Category: News, Software

Roughly two weeks after launching Office 2011, Microsoft has rolled out an update that aims to improve the security and stability of the latest version of its office productivity suite.

Per Macworld, the release notes for the Microsoft Office for Mac 2011 14.0.1 Update say that the release fixes “critical issues” in the latest version of Office that could cause components of the suite to stop responding or quit unexpectedly. Microsoft says the update also fixes a security vulnerability that could allow an attack to overwrite the contents of a computer’s memory with malicious code.

As for performance and stability improvements in the 14.0.1 update, the company says that the update includes form-based authentication for connecting to Microsoft Office SharePoint Servers, allowing user credentials to be transmitted through HTML forms that users complete. The update also allows images copied from an Office for Mac application to be edited when copied back to ChemDraw; previously, images were locked when copied to the molecule editor.

Excel for Mac 2011 gets fixes that stop the spreadsheet program from crashing when a macro is enabled and allow cells to update when revisions are made to related data. The update also improves reliability when the FORMAT macro command is used. The update improves the stability of Word 2011 when users build equations, while bolstering stability of PowerPoint 2011 slideshows. Microsoft also improved compatibility with the Windows versions of its presentation software that now allows numbered lists to be displayed correctly in PowerPoint 2011.

Outlook 2011 gets a number of improvements in this update, including better reliability for deleting messages from multiple IMAP accounts, a Sync Services fix, and improved reliability for importing Office 2008 identities into the new version of the suite. The update also allows Outlook to retain e-mail passwords in the keychain after users import new accounts into the mail client.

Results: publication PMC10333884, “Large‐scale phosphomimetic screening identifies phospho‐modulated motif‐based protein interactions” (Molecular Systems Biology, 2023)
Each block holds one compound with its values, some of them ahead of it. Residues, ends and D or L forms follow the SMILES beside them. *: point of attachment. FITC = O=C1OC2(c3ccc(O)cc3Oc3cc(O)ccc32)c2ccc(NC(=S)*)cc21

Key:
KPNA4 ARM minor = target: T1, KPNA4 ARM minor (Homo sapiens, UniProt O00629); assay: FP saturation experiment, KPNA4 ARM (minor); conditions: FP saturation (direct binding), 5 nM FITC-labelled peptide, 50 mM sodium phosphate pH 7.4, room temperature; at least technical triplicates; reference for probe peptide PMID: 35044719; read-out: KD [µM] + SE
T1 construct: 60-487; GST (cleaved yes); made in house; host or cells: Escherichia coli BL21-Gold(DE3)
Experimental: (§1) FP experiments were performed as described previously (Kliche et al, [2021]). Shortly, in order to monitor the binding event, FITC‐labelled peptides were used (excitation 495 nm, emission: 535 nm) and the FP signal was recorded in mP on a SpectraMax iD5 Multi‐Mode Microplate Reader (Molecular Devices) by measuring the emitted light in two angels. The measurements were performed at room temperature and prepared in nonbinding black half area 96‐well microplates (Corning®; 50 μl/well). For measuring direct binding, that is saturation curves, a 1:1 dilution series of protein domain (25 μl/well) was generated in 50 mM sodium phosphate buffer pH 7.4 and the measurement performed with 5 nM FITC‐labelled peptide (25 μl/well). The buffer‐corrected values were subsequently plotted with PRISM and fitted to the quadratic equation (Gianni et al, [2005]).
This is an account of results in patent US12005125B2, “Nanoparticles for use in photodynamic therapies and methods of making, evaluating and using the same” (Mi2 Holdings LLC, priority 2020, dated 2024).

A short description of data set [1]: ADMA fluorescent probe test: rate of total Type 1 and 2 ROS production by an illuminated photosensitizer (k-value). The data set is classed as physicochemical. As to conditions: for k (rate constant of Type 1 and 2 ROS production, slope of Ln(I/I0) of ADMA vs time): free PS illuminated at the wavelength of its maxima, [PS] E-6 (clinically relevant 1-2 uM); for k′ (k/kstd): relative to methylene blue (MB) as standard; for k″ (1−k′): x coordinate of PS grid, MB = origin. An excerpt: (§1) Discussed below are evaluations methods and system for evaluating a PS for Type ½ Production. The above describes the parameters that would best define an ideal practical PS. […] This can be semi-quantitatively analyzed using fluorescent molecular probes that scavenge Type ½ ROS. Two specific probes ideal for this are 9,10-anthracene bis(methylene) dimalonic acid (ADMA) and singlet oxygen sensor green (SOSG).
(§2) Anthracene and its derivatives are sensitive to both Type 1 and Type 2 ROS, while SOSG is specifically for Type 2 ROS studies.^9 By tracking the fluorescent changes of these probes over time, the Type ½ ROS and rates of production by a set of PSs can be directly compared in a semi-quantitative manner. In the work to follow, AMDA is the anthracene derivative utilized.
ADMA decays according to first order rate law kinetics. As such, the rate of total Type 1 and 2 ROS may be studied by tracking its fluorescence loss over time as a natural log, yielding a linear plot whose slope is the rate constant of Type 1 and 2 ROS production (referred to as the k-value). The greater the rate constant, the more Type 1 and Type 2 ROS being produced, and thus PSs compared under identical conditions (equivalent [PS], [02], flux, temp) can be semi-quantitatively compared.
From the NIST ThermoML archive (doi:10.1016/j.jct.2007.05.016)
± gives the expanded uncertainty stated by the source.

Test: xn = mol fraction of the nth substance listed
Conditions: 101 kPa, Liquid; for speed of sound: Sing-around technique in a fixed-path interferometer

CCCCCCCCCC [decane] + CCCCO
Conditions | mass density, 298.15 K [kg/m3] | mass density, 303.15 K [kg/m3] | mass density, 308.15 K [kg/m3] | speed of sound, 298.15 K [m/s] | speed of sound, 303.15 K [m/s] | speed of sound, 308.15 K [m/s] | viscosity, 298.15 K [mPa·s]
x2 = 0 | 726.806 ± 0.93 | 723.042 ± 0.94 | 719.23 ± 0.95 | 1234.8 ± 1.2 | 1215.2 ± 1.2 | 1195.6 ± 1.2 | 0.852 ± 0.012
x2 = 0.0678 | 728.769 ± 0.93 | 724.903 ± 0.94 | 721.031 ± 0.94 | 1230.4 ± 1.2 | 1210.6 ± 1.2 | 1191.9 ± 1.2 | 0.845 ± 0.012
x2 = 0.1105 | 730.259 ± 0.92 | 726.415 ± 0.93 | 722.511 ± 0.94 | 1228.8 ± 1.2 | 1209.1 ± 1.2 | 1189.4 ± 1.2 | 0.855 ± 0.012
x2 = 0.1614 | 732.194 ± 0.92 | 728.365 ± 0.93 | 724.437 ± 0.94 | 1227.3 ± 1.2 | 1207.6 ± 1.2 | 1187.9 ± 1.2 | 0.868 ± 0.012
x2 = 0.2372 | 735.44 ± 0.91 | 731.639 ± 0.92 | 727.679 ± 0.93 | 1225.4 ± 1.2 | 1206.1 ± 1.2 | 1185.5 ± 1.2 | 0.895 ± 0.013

Additional details can be located here and if you’ve tried the update and noticed any changes, please let us know.

Tests demonstrate much-improved performance of iOS 4.2 on iPhone 3G handset

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Date: Tuesday, November 9th, 2010, 06:59
Category: iPhone, News, Software

For those of you hanging onto an iPhone 3G and hoping for something good to come out of the new iOS, there may be some good news in store.

Per TiPb, a recent series of tests has shown that the iPhone 3G’s performance is much improved under iOS 4.2:



According to the tests, entering text into Apple’s Notes app was acceptably snappy. Browsing the Web was also noticeably improved, especially scrolling and load times (over Wi-Fi). Some pinch-and-zoom was a bit laggy, but definitely worlds better than iOS 4.0 on a 3G.

Apple was recently hit with a class action lawsuit from California iPhone 3G user Bianca Wofford, who claims that Apple “…knowingly and intentionally released what it called a system software ‘upgrade’ that, in fact, made hundreds of thousands of the Third Generation iPhones (sic) that were exclusively tethered to AT&T data plans ‘useless’ for their intended purpose.”

iOS 4.2 is expected to be released this month with some media outlets citing the launch date as early as today.